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A Study of the Iceland–Faeroe Frontal Variability Using the Multiscale Energy and Vorticity Analysis

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  • 1 Division of Engineering and Applied Sciences, Harvard University, Cambridge, Massachusetts
  • | 2 Division of Engineering and Applied Sciences, and Department of Earth and Planetary Sciences, Harvard University, Cambridge, Massachusetts
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Abstract

The multiscale nonlinear interactive Iceland–Faeroe frontal (IFF) variability during 14–22 August 1993 is investigated for complex dynamics with the localized multiscale energy and vorticity analysis (MS-EVA). In terms of multiscale window transform, the cold meandering intrusion observed in the IFF experiment is represented on a mesoscale window. The resulting mesoscale energetics for the deep layer show an isolated center of transfer of potential energy from the large-scale window into the mesoscale window in the study domain. This large-to-mesoscale potential energy transfer, or BC for short, is a baroclinic instability indicator by the MS-EVA-based stability theory. Signatures on other energetics maps and the reconstructed mesoscale structures all support this baroclinic instability. On the BC map, the transfer hotspot originally resides near the western boundary. It travels along the front into the interior domain in a form of convective instability and then, on 19 August, changes into another instability that is absolute in character. Correspondingly, disturbances switch from a spatial growing pattern into a time growing mode, culminating on 21 August, the day just before the intrusion matures. The whole process lasts for about five days, limited within a small horizontal region and beneath a depth of approximately 150 m. By interaction analysis, the energy locally gained from this process goes to the submesoscale window as well, but most of it remains in the mesoscale window, serving to fuel the growth of the meandering intrusion.

Corresponding author address: X. San Liang, Harvard University, Pierce Hall G2H, 29 Oxford Street, Cambridge, MA 02138. Email: liang@deas.harvard.edu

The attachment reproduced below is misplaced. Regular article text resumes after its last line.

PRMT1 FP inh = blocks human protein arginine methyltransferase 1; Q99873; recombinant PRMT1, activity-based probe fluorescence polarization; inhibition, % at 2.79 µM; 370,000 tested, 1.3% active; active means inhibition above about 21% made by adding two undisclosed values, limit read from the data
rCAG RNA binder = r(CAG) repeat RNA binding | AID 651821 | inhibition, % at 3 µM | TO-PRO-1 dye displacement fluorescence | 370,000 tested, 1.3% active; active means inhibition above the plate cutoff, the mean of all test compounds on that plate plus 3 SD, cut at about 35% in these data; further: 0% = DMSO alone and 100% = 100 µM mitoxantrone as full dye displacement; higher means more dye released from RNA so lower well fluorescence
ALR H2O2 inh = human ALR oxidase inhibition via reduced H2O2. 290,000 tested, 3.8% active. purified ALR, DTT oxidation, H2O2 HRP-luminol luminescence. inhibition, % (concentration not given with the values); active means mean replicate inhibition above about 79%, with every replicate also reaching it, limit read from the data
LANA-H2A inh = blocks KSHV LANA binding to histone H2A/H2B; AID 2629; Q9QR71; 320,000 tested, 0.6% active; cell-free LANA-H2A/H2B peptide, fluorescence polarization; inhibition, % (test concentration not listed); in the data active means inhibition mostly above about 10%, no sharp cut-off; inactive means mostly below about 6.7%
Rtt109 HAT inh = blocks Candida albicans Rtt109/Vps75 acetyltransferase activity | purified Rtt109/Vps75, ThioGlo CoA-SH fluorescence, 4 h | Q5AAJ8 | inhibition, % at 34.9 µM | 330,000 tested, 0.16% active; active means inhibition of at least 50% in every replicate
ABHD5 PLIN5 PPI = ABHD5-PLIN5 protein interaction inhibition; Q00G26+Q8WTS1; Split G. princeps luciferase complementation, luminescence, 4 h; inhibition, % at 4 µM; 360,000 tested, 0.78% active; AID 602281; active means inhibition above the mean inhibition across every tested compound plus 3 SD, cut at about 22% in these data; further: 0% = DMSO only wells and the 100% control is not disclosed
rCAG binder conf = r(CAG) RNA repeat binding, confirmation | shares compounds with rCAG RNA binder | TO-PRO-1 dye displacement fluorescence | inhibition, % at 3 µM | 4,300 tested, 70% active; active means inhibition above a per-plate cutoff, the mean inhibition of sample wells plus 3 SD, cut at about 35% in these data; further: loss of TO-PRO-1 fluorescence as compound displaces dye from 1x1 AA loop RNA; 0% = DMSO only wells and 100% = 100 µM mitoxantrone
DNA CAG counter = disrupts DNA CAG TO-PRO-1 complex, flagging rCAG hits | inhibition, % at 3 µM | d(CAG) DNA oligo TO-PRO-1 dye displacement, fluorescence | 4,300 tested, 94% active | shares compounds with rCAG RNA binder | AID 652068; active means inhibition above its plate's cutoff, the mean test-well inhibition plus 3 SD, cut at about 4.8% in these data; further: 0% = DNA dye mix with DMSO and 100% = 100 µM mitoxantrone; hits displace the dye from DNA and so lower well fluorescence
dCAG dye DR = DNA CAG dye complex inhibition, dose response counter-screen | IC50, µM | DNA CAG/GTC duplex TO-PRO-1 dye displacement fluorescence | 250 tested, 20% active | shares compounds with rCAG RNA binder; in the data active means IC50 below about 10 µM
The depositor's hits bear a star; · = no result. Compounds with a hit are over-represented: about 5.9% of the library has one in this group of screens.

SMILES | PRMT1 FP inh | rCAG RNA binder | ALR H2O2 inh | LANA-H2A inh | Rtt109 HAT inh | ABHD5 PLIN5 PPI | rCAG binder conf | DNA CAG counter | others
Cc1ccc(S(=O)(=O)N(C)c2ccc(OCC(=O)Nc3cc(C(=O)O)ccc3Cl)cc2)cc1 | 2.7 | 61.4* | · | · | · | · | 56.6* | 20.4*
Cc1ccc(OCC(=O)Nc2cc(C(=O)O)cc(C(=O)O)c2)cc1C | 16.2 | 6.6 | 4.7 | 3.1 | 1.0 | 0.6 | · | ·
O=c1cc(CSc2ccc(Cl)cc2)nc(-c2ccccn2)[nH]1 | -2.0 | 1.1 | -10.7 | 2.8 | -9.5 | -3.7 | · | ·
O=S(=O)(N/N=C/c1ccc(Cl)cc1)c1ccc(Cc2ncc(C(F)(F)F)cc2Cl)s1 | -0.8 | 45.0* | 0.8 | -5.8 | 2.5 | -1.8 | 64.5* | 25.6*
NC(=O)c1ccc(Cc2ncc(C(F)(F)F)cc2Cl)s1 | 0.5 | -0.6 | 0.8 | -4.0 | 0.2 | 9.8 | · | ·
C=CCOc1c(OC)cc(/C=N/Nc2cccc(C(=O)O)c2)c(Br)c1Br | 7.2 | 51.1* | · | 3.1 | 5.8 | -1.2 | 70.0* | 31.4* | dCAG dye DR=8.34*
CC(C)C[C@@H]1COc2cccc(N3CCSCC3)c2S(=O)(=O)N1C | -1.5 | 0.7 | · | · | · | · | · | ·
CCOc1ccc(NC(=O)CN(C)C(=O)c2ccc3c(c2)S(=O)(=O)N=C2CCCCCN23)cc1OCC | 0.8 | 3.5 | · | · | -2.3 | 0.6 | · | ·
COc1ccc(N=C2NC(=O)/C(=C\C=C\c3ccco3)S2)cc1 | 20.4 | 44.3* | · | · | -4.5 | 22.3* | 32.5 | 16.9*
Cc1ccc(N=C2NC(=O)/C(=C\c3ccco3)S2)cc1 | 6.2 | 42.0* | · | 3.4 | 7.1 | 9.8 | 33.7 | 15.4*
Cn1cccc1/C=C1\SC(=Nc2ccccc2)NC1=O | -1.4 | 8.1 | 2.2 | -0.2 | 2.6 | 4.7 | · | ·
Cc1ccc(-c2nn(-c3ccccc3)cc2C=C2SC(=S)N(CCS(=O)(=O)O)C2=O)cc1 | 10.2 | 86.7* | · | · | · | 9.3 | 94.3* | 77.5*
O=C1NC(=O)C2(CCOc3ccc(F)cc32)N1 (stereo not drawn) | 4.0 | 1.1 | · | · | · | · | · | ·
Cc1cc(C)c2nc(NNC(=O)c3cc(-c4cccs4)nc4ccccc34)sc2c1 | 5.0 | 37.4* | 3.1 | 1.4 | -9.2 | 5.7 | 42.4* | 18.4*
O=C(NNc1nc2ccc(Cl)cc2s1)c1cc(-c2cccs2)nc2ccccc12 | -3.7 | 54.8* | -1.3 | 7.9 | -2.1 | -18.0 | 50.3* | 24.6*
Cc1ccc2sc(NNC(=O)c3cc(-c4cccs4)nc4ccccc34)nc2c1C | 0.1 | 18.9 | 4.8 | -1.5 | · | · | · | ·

Abstract

The multiscale nonlinear interactive Iceland–Faeroe frontal (IFF) variability during 14–22 August 1993 is investigated for complex dynamics with the localized multiscale energy and vorticity analysis (MS-EVA). In terms of multiscale window transform, the cold meandering intrusion observed in the IFF experiment is represented on a mesoscale window. The resulting mesoscale energetics for the deep layer show an isolated center of transfer of potential energy from the large-scale window into the mesoscale window in the study domain. This large-to-mesoscale potential energy transfer, or BC for short, is a baroclinic instability indicator by the MS-EVA-based stability theory. Signatures on other energetics maps and the reconstructed mesoscale structures all support this baroclinic instability. On the BC map, the transfer hotspot originally resides near the western boundary. It travels along the front into the interior domain in a form of convective instability and then, on 19 August, changes into another instability that is absolute in character. Correspondingly, disturbances switch from a spatial growing pattern into a time growing mode, culminating on 21 August, the day just before the intrusion matures. The whole process lasts for about five days, limited within a small horizontal region and beneath a depth of approximately 150 m. By interaction analysis, the energy locally gained from this process goes to the submesoscale window as well, but most of it remains in the mesoscale window, serving to fuel the growth of the meandering intrusion.

Corresponding author address: X. San Liang, Harvard University, Pierce Hall G2H, 29 Oxford Street, Cambridge, MA 02138. Email: liang@deas.harvard.edu

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